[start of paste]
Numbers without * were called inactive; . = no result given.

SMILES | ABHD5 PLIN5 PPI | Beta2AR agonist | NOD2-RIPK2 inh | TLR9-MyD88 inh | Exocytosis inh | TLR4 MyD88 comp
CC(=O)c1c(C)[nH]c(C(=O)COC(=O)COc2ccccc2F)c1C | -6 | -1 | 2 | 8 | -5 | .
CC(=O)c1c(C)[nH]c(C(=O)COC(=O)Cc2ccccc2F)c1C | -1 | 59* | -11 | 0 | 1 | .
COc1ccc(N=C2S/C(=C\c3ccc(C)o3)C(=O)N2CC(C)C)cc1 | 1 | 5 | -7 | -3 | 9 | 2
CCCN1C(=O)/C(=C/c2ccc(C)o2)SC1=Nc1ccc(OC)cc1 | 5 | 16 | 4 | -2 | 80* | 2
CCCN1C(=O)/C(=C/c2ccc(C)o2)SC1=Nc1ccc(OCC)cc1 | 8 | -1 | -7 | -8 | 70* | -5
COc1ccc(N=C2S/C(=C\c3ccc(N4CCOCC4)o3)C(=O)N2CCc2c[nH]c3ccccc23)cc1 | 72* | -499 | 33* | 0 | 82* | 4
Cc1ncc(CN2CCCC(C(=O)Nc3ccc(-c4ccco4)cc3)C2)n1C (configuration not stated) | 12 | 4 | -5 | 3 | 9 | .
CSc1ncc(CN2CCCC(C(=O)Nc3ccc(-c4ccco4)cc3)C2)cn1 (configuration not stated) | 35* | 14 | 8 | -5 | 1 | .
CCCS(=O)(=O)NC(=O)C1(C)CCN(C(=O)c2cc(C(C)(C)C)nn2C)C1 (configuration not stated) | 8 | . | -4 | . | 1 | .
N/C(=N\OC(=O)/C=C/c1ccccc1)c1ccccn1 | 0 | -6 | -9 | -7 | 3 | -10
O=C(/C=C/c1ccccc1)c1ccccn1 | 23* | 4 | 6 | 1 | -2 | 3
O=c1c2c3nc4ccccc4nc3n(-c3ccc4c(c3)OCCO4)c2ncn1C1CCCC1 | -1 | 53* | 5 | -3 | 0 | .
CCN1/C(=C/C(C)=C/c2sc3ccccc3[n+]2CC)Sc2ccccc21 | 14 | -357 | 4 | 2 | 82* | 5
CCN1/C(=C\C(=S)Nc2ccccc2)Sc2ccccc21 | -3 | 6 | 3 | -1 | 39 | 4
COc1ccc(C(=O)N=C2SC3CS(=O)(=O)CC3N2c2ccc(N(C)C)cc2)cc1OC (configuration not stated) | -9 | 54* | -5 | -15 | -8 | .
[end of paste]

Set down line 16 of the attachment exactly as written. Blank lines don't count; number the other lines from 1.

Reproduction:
CCN1/C(=C\C(=S)Nc2ccccc2)Sc2ccccc21 | -3 | 6 | 3 | -1 | 39 | 4